maybe parents are giving a box to their adult child, so she/he would finally move out ;)
From one of the great legends of the American people:
It should be "a box" in this sentence, since the russian word is at the end of the sentence. Had it been placed at the beginning you would say "the box". Word order sets determination.
How would you distinguish this between "they give me a box"? Since both are i believe equally valid translations.
In Russian there is no difference, because there are not articles and often continuous tenses coincide with simple tenses. You can use your choice as well. If the answer is not accepted click the report button.
Коробку*. The "direct object" (the thing that is in accusative - коробку here) is the thing being acted on directly by the verb. The verb here is give. The box is the thing being given. The "indirect object" (the thing in dative - мне) is someone who is receiving the result of the action, if that makes sense. Technically with the grammar you can switch мне и коробку and it will retain the same meaning. The sentence here though is emphasizing what is being given, not to whom, though.
indeed, i guess you could say the literal translation would be: they have given a box to me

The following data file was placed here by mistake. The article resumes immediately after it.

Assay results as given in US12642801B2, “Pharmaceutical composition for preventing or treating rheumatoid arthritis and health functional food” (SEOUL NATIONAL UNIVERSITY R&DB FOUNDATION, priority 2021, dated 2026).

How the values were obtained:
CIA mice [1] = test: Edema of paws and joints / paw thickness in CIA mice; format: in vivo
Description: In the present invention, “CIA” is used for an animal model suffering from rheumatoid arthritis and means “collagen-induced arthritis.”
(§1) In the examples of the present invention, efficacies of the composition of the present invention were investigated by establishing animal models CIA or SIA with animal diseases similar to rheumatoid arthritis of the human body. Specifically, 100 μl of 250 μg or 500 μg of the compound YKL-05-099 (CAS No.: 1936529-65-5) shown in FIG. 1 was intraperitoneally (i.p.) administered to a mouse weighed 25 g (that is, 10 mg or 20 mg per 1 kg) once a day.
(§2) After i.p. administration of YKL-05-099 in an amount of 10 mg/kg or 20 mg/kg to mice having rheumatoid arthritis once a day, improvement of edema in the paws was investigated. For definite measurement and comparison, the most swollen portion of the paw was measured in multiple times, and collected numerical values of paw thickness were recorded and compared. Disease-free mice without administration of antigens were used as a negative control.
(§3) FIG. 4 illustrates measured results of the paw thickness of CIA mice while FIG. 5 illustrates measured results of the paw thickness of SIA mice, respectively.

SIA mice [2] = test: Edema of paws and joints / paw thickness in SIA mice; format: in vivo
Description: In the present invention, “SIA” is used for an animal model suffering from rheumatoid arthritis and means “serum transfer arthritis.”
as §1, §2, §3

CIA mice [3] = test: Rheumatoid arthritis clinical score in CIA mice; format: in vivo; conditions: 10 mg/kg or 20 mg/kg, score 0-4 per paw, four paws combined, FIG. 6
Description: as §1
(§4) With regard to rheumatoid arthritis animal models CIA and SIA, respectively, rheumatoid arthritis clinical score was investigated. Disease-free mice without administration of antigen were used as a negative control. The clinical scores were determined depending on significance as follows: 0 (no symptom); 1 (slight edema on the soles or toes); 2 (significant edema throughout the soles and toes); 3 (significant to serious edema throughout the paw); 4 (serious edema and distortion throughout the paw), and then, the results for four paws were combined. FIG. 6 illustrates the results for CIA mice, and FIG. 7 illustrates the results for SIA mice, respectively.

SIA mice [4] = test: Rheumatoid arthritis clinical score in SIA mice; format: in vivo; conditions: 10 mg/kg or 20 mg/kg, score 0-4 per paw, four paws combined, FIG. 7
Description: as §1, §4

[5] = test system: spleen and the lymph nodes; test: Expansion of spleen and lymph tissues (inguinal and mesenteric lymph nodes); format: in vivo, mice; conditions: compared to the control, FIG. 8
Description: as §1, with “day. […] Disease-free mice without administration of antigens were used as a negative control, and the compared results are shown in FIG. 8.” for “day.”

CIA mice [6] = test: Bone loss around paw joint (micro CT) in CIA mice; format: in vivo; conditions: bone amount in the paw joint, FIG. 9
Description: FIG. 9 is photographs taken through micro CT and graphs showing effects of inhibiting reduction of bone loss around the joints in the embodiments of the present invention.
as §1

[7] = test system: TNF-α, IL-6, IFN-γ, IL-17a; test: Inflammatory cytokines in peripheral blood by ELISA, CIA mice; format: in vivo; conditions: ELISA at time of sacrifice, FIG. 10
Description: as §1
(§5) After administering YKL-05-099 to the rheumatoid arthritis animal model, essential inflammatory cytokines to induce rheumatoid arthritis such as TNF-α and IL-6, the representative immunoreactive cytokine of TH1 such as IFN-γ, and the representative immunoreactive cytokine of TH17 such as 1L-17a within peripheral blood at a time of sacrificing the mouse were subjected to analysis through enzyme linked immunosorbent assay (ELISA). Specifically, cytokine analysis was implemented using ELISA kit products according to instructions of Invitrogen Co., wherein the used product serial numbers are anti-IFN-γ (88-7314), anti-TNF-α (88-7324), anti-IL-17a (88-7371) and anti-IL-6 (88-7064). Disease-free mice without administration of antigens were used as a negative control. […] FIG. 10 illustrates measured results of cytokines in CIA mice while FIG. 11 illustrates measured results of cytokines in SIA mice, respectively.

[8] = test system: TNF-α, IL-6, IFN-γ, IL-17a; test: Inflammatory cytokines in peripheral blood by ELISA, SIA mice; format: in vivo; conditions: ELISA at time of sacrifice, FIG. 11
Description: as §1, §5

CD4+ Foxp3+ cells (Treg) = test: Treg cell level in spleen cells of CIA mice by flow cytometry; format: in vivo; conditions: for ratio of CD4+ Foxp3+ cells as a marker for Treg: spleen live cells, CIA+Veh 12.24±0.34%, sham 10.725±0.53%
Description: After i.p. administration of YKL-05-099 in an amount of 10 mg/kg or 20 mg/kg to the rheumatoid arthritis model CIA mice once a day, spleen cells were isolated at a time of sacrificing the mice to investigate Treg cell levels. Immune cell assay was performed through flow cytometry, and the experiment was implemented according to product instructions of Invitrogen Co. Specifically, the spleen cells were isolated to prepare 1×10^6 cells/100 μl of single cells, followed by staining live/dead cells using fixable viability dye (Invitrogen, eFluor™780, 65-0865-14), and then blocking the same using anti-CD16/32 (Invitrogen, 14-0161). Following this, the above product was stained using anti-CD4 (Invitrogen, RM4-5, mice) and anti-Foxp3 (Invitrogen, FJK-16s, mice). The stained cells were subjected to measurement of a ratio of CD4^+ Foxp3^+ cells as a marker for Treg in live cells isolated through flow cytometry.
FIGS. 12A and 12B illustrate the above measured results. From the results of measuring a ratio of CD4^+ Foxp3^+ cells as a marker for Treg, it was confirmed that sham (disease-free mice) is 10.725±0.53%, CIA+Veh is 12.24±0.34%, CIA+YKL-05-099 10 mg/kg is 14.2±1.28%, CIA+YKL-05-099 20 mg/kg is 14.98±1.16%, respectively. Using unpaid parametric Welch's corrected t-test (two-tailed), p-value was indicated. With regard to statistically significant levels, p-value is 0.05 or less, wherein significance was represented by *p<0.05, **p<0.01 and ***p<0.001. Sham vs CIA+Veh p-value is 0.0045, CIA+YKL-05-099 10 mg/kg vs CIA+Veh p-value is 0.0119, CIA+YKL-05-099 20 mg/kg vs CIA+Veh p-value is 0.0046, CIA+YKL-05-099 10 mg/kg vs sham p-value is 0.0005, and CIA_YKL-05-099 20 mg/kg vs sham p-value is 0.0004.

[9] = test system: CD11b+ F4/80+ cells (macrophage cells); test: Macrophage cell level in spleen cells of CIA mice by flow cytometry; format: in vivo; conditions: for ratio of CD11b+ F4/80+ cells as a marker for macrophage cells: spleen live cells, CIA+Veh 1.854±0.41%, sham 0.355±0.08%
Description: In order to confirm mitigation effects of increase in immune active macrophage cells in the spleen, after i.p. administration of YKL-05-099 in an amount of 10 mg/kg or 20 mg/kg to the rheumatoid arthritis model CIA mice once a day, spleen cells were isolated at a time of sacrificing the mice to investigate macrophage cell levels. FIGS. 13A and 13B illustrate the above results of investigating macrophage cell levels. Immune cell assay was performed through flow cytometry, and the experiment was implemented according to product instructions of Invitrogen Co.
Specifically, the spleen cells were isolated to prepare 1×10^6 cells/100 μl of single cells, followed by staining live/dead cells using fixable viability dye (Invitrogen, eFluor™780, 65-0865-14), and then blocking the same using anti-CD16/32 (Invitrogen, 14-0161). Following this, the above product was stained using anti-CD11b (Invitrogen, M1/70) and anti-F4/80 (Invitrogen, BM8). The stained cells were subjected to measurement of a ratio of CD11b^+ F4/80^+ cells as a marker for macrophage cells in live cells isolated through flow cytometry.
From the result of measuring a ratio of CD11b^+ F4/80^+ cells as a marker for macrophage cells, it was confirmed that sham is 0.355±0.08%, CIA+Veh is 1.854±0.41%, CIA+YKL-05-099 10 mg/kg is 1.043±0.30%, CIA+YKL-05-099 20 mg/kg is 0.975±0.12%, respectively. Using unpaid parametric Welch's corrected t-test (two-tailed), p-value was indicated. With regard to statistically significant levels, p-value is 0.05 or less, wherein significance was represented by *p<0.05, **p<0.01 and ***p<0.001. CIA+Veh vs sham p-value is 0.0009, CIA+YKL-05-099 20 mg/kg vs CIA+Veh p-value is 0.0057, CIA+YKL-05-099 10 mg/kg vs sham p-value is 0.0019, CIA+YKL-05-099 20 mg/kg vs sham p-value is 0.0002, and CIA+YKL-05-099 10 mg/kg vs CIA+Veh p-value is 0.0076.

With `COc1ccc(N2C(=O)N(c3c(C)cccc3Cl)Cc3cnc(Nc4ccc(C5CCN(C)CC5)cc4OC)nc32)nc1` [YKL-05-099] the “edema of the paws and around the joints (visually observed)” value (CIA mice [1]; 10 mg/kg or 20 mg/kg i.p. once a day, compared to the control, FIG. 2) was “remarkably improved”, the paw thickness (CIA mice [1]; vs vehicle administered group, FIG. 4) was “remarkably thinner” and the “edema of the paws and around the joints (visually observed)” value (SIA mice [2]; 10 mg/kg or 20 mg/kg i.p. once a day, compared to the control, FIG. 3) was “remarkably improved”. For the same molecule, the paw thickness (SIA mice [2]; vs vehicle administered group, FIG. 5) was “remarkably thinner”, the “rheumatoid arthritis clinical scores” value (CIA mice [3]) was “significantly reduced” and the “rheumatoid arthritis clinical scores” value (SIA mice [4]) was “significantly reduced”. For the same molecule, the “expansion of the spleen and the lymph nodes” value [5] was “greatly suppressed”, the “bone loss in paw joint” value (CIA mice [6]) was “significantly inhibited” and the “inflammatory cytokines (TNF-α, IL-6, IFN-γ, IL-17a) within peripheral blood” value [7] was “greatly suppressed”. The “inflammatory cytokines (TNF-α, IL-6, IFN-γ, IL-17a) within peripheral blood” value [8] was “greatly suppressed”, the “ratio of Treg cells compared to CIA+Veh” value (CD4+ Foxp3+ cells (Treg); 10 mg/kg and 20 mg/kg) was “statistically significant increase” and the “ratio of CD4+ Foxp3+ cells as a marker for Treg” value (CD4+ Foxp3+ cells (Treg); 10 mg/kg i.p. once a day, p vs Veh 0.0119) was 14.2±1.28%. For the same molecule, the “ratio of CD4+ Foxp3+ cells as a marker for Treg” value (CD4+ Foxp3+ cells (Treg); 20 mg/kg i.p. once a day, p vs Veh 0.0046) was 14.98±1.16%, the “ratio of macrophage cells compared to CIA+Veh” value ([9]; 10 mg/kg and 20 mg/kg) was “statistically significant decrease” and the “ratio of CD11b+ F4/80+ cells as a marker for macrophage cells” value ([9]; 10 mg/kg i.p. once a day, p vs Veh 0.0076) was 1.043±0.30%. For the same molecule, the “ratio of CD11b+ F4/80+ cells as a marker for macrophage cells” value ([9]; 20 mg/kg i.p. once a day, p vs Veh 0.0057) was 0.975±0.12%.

I don't get this. Looking at the conjugation of the verb дать in the Russian Wiktionary (which is what I use to check conjugations), I see that for they give it should be они дадут. Where does this word дают come from? I cannot find it in the Wiktionary.
Well, this is the imperfective "давать", not the perfective дать. If it were "они дадут" then it would mean "they will give me the box".
Please don't use Russian italics. It's hard enough reading Cyrillic, especially since the italic Russian "t" = т which look like an English "m". And italic "д" = д looks like a Russian б. There's no need for italics anyway, because Cyrillic is so different from Latin letters.
The audio isn't pronouncing каробку correctly. The middle "o" is stressed and should sound like an "o", not an "a". Here's some correct pronunciations: (something like Kah-ROHB-Koo) https://forvo.com/word/%D0%BA%D0%BE%D1%80%D0%BE%D0%B1%D0%BA%D1%83/#ru
Your choice is in future tense, but the sentence from the task is in present.
One action: "они́ даду́т мне коро́бку"
Many / regular actions: они́ бу́дут дава́ть мне коро́бку.
'Answer= 'they give me a box'...well lets hope there's something in the box that explains in what context we use the words give...gave and giving...because the recorded answer is not correct.
Like in many languages, a single verb suffices for the present tense (and in many cases in the past and future as well). In this way, давать (imperfective) can be translated as both "is/are giving" or simply "give" when conjugated in the present tense.
Since Russian doesn't use articles, this can be either "the" or "a" box.
A russian cat that is unhappy w/ his postal job but still arguing to keep it